I’d left Killarney the day before, sailing a dead run eastward through Collins Inlet, a narrow fjord-like passage that ran for 10 miles along the north side of Philip Edward Island—an inland waterway lined with 50’ cliffs, occasional cabins and cottages, and here and there an outboard-powered fishing boat buzzing past. Now, tacking my way down Beaverstone Bay, the eastern end of Collins Inlet, I knew I’d have to decide soon: continue east to the Bustard Islands, or turn west and begin working my way back toward Spanish.
First, though, I had to find a way out of Beaverstone Bay. After a few false starts among the seemingly endless rocks and reefs, I found what I thought must be the entrance to an intricate boulder-studded passage just west of Toad Island. I short-tacked my way out through the gap, fighting strong winds dead on the nose, surging over steep waves that smashed themselves to spray on half-submerged rocks and shoals all around me. The boat handled it beautifully under full sail—I had learned to expect nothing less. It seemed a long time ago that I had been hesitant to set off from the Benjamins.
Once past Toad Island, I kept tacking out into Georgian Bay to get some sea room, heading south past the outlying rocks until there was nothing but hundreds of miles of open water ahead—a broad blue sky, a flat horizon, and an endless succession of waves rolling in from the southwest one after another, row on row, and row on row, for as far as I could see. Two miles offshore, far enough to be clear of shoals and shallows, I luffed up and released the sheet and let go of the tiller, leaving it to my bungee autopilot to hold us steady while I pulled out my large-scale chart. The boat drifted slowly downwind, rolling and yawing with each wave. I made dividers of my fingers and measured distances. It was 20 miles to the Bustard Islands—three days just to reach the islands and return to Killarney, and another three days back to Spanish from there at a minimum. Add time to explore, and I wouldn’t get back to my car until sometime in October.
I finally decided it was better to turn west and start closing the loop. The Bustards would have to wait. Taking a last look out across the open waters of Georgian Bay, I folded the chart and turned off the wind on the port tack, heading east. Close-hauled, I could just hold a course for the Fox Islands. I hauled the sheet in tightly and moved up onto the rail, smiling as the boat surged forward, shouldering past the waves and sending glittering arcs of spray flying over the water. I leaned farther outboard and reached one hand down to skim the surface of the water as we flew along.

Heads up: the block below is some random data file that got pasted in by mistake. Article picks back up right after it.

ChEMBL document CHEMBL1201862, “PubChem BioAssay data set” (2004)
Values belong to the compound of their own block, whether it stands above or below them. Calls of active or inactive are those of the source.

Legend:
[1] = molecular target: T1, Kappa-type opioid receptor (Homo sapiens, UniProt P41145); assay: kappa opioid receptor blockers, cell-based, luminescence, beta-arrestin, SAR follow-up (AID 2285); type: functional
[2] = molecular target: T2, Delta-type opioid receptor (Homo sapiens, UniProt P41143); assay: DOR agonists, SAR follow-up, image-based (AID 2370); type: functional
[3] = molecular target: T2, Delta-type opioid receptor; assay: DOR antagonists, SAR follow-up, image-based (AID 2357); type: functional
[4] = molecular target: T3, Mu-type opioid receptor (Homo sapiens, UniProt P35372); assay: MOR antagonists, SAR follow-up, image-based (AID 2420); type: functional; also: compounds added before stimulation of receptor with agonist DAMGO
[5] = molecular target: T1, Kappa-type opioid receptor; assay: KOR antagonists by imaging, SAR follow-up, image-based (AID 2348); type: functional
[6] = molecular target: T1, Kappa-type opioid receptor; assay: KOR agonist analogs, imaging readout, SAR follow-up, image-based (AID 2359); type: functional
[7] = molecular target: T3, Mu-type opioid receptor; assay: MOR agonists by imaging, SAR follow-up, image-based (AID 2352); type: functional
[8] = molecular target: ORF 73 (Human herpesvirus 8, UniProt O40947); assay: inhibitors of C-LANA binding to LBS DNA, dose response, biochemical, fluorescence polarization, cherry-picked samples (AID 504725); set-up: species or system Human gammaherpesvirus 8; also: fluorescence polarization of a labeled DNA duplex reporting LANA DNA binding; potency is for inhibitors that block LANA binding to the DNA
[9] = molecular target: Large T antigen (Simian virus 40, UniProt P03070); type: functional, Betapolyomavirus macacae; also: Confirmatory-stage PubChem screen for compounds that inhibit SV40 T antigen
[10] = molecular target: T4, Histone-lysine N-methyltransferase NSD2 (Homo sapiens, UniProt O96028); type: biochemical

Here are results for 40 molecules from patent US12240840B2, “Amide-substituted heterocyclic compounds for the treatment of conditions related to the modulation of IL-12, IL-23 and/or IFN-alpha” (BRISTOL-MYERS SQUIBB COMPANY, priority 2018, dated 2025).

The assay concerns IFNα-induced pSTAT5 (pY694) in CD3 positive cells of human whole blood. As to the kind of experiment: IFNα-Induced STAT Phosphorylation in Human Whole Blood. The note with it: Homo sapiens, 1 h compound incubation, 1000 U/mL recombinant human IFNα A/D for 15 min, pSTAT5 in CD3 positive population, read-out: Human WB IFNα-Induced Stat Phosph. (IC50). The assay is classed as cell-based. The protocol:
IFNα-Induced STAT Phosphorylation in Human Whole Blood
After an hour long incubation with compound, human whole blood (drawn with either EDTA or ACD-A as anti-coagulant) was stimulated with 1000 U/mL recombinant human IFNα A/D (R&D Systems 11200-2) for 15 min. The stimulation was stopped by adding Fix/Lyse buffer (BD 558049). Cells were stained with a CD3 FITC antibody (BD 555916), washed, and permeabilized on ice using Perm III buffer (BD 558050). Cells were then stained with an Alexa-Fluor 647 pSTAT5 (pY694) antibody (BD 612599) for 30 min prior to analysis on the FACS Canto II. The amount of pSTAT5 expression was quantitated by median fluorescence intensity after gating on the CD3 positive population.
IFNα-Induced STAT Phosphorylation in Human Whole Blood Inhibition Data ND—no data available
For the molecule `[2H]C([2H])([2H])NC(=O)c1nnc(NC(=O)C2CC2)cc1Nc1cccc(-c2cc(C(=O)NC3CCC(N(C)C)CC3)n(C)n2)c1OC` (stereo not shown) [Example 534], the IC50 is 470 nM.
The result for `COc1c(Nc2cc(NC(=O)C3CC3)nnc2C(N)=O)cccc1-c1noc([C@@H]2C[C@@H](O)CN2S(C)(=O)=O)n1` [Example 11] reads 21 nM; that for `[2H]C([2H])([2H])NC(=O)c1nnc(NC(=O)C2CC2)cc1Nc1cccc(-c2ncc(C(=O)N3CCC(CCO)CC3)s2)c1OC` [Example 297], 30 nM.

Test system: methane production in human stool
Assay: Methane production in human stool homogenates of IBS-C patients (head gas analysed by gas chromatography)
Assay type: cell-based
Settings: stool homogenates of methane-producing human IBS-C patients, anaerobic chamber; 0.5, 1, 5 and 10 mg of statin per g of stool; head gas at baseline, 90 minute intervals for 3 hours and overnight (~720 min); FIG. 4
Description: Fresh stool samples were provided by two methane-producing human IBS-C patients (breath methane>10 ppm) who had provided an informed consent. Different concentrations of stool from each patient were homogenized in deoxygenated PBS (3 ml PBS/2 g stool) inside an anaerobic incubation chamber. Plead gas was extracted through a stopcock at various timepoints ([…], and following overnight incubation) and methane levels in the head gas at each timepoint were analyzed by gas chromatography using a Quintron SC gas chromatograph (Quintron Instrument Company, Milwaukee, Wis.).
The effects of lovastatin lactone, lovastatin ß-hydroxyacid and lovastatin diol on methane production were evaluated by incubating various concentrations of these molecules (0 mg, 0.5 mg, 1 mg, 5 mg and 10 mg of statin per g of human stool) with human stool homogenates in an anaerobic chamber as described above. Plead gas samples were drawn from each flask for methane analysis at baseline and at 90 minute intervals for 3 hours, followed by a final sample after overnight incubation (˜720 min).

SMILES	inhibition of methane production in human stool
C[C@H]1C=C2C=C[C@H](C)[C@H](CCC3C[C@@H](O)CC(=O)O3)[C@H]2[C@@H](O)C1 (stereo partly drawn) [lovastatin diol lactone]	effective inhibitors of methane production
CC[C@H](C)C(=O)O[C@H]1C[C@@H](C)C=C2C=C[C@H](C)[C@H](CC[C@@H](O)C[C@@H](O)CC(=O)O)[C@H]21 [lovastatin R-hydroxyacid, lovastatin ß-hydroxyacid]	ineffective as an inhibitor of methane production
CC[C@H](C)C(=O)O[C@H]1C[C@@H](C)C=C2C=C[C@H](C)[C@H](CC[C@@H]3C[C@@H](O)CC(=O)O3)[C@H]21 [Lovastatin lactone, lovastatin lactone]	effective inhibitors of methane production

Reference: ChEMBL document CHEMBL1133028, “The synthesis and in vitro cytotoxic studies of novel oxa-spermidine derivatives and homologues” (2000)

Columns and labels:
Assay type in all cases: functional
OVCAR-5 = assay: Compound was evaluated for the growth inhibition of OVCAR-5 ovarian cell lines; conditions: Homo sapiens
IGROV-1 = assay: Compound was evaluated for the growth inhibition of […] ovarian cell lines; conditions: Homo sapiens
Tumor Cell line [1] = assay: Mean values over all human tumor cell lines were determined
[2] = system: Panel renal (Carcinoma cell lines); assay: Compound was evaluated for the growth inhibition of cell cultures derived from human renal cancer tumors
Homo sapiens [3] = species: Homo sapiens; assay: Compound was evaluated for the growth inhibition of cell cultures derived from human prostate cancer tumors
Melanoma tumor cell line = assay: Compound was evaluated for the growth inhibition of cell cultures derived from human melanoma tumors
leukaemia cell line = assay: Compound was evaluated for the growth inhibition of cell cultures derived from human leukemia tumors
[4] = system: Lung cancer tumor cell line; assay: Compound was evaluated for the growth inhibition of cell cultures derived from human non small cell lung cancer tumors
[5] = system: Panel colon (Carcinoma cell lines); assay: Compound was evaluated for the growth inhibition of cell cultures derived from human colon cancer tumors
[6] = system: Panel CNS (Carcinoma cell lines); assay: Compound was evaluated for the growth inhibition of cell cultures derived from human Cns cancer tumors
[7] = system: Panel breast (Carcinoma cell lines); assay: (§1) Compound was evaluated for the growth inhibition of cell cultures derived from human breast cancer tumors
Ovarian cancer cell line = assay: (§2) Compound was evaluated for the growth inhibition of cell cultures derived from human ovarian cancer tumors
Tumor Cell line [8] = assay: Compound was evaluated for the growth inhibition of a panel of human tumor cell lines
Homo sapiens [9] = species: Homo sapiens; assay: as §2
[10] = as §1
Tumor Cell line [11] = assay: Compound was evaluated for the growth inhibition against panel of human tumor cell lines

Late that night, on a broad bare summit at the eastern end of the Fox Islands, I unzipped my tent and stepped out into the darkness. I could hear the quiet rush of waves on the slabs below, the ceaseless surge and retreat of wind-driven water that had scoured and smoothed the rock I was standing upon, and would continue to wear away the edges of the islands, slowly shaping them into fair curves and flowing forms until there is no water left for the wind to move, and no wind to move it.
From somewhere within the shadow of the pines a barred owl called. Slowly the northern sky filled with twisting ribbons of green, gold, and white, broad translucent bands of living light rising from the dark horizon in shifting curves to weave themselves together in silence, glowing brighter and still brighter until it seemed the sky was filled with fire.
I stood and watched until the colors began to fade, then made my way barefoot over cool, smooth stone down to the water’s edge where my boat was waiting, anchored just offshore. Her pale green hull, lit by a quarter moon, was mirrored in dark water that rippled and wavered and reformed itself beneath her with each breath of air until it was impossible to see where the work of human hands ended and the endless smoothing and shaping of the wind and waves began.
Tom Pamperin is a writer and small boat sailor based in northwestern Wisconsin, and the author of JAGULAR Goes Everywhere: (mis)Adventures in a $300 Sailboat. He is a frequent contributor to Small Boats Monthly.